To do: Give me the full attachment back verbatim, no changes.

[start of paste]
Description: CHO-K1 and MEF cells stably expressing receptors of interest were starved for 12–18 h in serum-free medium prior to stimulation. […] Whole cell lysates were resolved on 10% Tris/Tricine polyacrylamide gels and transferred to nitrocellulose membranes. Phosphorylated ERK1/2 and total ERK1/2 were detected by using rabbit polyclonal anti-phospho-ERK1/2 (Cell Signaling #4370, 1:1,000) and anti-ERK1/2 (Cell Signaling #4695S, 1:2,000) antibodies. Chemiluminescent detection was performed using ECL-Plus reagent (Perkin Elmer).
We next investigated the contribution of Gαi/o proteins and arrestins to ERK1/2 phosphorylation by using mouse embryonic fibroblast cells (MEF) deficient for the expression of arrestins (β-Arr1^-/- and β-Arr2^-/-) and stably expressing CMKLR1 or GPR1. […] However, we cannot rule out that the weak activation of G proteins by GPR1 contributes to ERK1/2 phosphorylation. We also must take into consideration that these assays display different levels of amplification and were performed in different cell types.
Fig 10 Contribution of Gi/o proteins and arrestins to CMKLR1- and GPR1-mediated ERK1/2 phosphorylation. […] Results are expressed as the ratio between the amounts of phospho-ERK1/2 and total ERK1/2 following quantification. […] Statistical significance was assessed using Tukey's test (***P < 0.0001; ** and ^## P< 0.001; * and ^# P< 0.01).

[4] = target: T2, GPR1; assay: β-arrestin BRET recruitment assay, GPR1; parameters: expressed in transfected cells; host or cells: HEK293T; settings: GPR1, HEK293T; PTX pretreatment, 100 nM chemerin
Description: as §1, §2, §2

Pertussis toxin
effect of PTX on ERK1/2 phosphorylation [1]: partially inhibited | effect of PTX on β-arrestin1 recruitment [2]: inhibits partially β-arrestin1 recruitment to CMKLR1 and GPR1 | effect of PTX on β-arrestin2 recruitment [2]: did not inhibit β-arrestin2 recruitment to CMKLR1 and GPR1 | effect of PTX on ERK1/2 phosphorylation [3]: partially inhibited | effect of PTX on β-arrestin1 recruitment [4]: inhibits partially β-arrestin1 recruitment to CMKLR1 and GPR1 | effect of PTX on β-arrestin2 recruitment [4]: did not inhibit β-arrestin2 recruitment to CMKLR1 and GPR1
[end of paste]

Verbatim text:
Description: CHO-K1 and MEF cells stably expressing receptors of interest were starved for 12–18 h in serum-free medium prior to stimulation. […] Whole cell lysates were resolved on 10% Tris/Tricine polyacrylamide gels and transferred to nitrocellulose membranes. Phosphorylated ERK1/2 and total ERK1/2 were detected by using rabbit polyclonal anti-phospho-ERK1/2 (Cell Signaling #4370, 1:1,000) and anti-ERK1/2 (Cell Signaling #4695S, 1:2,000) antibodies. Chemiluminescent detection was performed using ECL-Plus reagent (Perkin Elmer).
We next investigated the contribution of Gαi/o proteins and arrestins to ERK1/2 phosphorylation by using mouse embryonic fibroblast cells (MEF) deficient for the expression of arrestins (β-Arr1^-/- and β-Arr2^-/-) and stably expressing CMKLR1 or GPR1. […] However, we cannot rule out that the weak activation of G proteins by GPR1 contributes to ERK1/2 phosphorylation. We also must take into consideration that these assays display different levels of amplification and were performed in different cell types.
Fig 10 Contribution of Gi/o proteins and arrestins to CMKLR1- and GPR1-mediated ERK1/2 phosphorylation. […] Results are expressed as the ratio between the amounts of phospho-ERK1/2 and total ERK1/2 following quantification. […] Statistical significance was assessed using Tukey's test (***P < 0.0001; ** and ^## P< 0.001; * and ^# P< 0.01).

[4] = target: T2, GPR1; assay: β-arrestin BRET recruitment assay, GPR1; parameters: expressed in transfected cells; host or cells: HEK293T; settings: GPR1, HEK293T; PTX pretreatment, 100 nM chemerin
Description: as §1, §2, §2

Pertussis toxin
effect of PTX on ERK1/2 phosphorylation [1]: partially inhibited | effect of PTX on β-arrestin1 recruitment [2]: inhibits partially β-arrestin1 recruitment to CMKLR1 and GPR1 | effect of PTX on β-arrestin2 recruitment [2]: did not inhibit β-arrestin2 recruitment to CMKLR1 and GPR1 | effect of PTX on ERK1/2 phosphorylation [3]: partially inhibited | effect of PTX on β-arrestin1 recruitment [4]: inhibits partially β-arrestin1 recruitment to CMKLR1 and GPR1 | effect of PTX on β-arrestin2 recruitment [4]: did not inhibit β-arrestin2 recruitment to CMKLR1 and GPR1